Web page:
From headquarters, we learned the X-pass to side mount, the cross pass to side mount on both sides, the smash pass to full mount, and as a bonus, the leg grab which skips headquarters altogether and goes straight to mount.

All of these moves were extremely helpful because when I grappled at Lakay I literally had no idea where to start.

The next very helpful lesson was yesterday morning when we learned how to get out of back control. Having gotten into it once or twice and quite badly choked, I have a solid interest in learning how to get out.

This time our coach was Curvin and I practiced with a fun-loving Fil-Am who had served in the marines (or was it the navy?) in Afganistan. I may have missed a few such facts during our conversation due to the gripping pain in my lower back and rib cage. Anyway, he too was a helpful rolling partner.

Where I had gone home after practice yesterday evening, this time I stayed to roll. I figured it might be my last chance and I wasn’t going to let some discomfort stop me. I rolled a little bit with a girl who had a blue belt. Instead of whooping my ass, she actually let me practice my moves on her.

Later I watched her roll with a purple belt from Korea and she held her own; go, girl!

Because of a seminar Wednesday and Thursday evening, and a shoot Friday morning there will be no other jiu-jitsu classes before I leave Manila, so I did one boxing lesson this morning and, after resting a little, headed for the bus terminal.

Yesterday a male masseuse, today a female Uber driver; I love it!

I had intended to do one last session of Muay Thai with coach Oliver this morning but he was sick and couldn’t make it to the gym. After I had done a bit of work on the bags, middleweight champion Chris Hofmann invited me to join the boxing session which I did and enjoyed. Before leaving I watched him spar in the cage and reminisced of the days at my old boxing gym, Elorde, where my coach and I would put our headgear on and he would let me wail at him.

Sparring at Lakay has been fun, but we don’t wear headgear; only mouthguards.

To conclude this winding tale and my review of B.A.M.F., I’ve had some helpful guidance in fine tuning my kicks and punches and in only two sessions I’ve not only learned some very helpful basics in jiu-jitsu but I’ve developed a deep respect of an interest in the sport. I could definitely see myself getting into it one day when things settle down.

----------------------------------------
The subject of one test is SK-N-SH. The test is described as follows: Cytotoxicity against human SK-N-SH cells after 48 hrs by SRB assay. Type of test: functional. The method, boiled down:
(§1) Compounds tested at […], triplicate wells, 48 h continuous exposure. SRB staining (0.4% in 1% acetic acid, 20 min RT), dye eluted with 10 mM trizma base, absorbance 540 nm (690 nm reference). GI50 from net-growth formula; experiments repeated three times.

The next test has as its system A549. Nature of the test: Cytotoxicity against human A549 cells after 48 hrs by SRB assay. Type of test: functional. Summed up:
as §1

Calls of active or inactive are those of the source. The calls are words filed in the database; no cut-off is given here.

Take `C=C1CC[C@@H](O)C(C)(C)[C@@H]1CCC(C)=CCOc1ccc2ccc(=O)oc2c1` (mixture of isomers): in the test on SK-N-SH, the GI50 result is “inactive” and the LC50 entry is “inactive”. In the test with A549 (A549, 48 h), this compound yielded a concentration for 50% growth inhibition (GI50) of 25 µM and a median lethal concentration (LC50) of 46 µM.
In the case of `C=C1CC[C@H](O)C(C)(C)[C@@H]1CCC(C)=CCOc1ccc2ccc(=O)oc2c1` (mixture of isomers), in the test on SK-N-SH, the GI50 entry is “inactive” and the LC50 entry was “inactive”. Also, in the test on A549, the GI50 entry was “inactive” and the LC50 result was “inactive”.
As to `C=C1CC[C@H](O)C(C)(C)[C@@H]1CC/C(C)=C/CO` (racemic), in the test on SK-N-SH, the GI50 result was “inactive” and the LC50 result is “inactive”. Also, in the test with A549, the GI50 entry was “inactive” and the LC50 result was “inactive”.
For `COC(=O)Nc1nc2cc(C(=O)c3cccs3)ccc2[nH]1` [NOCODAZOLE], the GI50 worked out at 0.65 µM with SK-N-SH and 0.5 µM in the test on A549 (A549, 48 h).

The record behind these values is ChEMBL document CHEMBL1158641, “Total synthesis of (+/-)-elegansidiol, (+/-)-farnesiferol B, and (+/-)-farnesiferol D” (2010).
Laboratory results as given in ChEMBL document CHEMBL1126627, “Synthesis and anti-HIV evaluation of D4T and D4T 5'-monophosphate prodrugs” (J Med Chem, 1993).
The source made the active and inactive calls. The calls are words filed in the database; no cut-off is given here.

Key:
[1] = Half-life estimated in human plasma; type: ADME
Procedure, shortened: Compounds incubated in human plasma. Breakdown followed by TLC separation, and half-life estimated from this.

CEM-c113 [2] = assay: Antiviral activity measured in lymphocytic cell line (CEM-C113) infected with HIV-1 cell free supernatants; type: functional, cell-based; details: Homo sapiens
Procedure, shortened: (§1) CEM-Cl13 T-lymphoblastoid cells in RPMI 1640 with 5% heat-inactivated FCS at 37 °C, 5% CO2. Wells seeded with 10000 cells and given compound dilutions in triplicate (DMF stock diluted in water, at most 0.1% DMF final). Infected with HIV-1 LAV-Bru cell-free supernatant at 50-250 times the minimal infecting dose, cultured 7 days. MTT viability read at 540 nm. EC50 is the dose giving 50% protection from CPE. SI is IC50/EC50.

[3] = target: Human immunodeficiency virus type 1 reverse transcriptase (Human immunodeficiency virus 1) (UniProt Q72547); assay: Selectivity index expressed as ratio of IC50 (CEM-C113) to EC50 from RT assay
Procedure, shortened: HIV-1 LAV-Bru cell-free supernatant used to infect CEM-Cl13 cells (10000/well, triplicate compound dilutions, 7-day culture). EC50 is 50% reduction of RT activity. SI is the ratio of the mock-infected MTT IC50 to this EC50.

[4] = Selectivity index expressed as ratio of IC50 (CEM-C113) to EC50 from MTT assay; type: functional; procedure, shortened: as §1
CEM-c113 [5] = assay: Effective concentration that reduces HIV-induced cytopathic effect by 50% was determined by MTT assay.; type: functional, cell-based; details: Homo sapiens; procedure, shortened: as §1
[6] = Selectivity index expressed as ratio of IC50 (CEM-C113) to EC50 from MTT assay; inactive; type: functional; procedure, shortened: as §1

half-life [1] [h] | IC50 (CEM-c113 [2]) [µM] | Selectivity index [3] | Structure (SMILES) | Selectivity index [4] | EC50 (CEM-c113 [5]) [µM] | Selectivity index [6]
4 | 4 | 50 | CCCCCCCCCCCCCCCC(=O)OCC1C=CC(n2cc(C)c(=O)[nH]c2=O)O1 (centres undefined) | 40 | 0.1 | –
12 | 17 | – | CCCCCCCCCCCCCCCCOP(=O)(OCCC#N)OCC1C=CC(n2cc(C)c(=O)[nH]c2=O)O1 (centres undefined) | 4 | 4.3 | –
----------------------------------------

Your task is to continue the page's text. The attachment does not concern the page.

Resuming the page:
What I missed is the same thing I’ve missed in practically every gym in Manila and that’s defensive work. I need a trainer who will throw the mitts at me over and over until I start developing some sense of how to deflect them.

Finally, I missed sparring. There are plenty of men training in MMA at B.A.M.F. who are actual fighters and they spar with each other, but it seems that most of the women who come there merely do the training for exercise and not to get punched in the face. And hey, that’s completely understandable. If only the guys would spar with me! But that’s what Lakay is for and I can’t wait to come back.

That being said, what’s stopping you from coming over to B.A.M.F. and checking out the free trial for yourself? You get eight sessions in a 30-day period and you can choose from jiu-jitsu, Muay Thai, MMA, wrestling, and boxing. Whether you’re an absolute beginner or an advanced professional, they will accommodate you! It’s a great community and team to be a part of.

Well, that’s all I have for today. It took this bus three hours just to get out of the city so it’s going to be a long trip and I can’t wait to crawl in bed and cuddle my husband and daughter.

2 thoughts on “My Amateur MMA Journey, Part 5: Wrapping up my trial at B.A.M.F.